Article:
The Irish Pub
Written by Colin merrey
Sunday, 23 November 2014 00:00
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Reviewed by Colin Merrey
I loved this film – it really made me want to revisit all the little pubs I have visited over the years during my all too few visits to Ireland and to do what I can in my own small way to help ensure that their place in the Irish scene is preserved for all time.  

I don’t know if the film is going on general release here in Australia – I do know you can get a copy from Antidote Films via their website for the paltry sum of $24.99 plus postage.  I will certainly be adding this DVD to my personal collection in due course – it will probably be worn out by Christmas!  Do yourselves a favour and get a copy for yourselves – I know you’ll love it too.  The idea behind this movie is to bring to the attention of the viewing audience the plight of the Irish pub in these modern times by outlining what a unique effect it has had over the years on the Irish people and their heritage whilst showing us how the attendance at these wonderful little oases of entertainment is falling dramatically with the onset of the internet, the large hotels and supermarkets, etc and the steady move of the younger Irish people away from the old pubs.  This is a very sad situation and one that I sincerely hope is remedied before these wonderful places vanish altogether as indeed they are beginning to do in the UK in particular.  In fact he wasn’t far wrong at all – in telling the story of the rise and current state of the Irish pub, the film took us to numerous small towns and villages and covered the length and breadth of the Irish Republic – from Dingle to Dublin – from Naas, Co Kildare to Ballylongford, Co Kerry – the list goes on.  It also features some great footage of Mickey MacConnell singing in John B Keane’s pub in Listowel, Co Kerry – Colin Smiley please take special note of this.  The story is told from the viewpoint of the various pub owners, staff and customers in a sometimes moving - sometimes hilariously funny (in particular those segments filmed in Cartlan’s Pub in Kingscourt, Co Cavan) but at all times entertaining.A short while ago, the Irish Echo invited my wife and I to a preview screening of an Irish documentary movie called “The Irish Pub”.  It was introducedby that Newspaper’s editor by saying that if you are Irish this film will make you sick – very sick – homesick, that is!  This brought a great response from the audience.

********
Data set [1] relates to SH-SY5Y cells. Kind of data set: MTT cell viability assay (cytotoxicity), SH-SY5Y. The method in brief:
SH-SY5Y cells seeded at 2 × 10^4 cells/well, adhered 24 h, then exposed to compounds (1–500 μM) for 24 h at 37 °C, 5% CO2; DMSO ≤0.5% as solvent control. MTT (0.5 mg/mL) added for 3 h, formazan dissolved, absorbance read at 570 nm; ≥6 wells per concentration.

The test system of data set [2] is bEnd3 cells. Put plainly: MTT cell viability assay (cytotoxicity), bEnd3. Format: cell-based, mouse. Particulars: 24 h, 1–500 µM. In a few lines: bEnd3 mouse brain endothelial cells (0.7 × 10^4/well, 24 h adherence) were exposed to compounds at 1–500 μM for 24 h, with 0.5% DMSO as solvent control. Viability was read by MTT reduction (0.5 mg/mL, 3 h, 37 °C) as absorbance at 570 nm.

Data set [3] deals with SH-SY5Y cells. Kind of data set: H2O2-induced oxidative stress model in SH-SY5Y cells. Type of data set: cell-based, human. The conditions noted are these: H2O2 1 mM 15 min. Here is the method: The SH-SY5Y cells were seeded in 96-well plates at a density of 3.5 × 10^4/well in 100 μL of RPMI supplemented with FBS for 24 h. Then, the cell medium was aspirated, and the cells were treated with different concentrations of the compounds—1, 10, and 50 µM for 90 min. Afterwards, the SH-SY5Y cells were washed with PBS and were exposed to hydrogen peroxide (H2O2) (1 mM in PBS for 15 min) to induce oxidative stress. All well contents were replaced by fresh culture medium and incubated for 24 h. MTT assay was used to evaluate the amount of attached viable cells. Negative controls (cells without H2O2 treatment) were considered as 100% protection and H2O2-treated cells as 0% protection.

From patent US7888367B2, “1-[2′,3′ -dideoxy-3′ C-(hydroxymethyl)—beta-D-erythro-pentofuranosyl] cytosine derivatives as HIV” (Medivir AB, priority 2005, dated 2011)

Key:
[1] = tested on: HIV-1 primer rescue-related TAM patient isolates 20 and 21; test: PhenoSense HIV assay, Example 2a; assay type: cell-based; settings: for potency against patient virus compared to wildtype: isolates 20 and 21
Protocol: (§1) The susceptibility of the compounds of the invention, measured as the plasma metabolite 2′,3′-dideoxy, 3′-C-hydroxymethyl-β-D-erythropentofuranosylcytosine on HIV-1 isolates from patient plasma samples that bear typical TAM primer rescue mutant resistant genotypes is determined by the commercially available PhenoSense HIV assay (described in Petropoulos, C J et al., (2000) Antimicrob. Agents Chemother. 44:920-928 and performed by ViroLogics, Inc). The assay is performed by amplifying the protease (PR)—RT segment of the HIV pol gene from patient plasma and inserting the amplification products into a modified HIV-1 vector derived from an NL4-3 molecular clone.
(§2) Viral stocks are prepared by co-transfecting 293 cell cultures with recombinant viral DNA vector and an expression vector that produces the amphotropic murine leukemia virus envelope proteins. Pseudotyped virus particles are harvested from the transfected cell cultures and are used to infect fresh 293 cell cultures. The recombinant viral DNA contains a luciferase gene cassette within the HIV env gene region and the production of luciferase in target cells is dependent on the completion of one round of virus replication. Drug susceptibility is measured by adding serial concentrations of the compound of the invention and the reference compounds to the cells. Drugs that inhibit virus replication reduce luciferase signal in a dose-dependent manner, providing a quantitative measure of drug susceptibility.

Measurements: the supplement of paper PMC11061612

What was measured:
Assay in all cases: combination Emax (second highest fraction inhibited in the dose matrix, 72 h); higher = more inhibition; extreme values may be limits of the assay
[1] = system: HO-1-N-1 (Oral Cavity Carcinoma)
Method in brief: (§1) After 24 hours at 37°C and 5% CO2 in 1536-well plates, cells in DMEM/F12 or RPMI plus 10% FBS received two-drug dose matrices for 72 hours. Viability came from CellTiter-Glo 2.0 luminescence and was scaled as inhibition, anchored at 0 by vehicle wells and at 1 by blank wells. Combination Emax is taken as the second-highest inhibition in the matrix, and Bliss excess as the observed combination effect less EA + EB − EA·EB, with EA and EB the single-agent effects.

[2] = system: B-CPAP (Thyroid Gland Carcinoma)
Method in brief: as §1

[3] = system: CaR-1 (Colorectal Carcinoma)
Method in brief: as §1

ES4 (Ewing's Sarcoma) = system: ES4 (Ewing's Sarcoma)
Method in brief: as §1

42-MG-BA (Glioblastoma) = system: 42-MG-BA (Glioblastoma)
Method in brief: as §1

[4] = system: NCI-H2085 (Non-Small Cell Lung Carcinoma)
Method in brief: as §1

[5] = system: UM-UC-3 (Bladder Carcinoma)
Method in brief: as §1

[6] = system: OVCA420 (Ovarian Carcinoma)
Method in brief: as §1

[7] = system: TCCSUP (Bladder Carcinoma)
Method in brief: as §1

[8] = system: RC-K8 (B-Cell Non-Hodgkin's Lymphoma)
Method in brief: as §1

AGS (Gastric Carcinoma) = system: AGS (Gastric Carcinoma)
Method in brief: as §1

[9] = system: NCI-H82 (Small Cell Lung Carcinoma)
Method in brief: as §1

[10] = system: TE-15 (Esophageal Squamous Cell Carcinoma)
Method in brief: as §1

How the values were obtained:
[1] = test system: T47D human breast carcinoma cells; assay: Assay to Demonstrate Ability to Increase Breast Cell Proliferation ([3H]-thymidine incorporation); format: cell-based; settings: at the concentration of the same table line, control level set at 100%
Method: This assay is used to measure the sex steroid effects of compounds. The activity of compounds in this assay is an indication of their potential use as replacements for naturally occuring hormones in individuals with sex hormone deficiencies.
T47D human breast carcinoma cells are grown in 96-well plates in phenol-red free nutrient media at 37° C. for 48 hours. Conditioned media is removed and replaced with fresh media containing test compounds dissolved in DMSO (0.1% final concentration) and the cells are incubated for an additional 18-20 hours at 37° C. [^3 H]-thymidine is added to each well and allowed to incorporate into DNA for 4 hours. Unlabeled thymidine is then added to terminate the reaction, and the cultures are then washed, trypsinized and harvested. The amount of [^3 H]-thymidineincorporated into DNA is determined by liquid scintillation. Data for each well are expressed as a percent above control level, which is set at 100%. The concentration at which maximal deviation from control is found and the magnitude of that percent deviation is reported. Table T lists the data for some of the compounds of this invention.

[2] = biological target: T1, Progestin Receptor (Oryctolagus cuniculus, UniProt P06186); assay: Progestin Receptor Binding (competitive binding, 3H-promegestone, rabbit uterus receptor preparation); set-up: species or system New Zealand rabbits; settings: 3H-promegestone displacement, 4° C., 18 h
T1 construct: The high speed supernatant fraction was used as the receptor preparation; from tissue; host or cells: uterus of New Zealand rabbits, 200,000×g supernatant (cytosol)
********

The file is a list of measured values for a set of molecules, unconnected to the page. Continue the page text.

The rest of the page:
Last Updated ( Sunday, 23 November 2014 03:36 )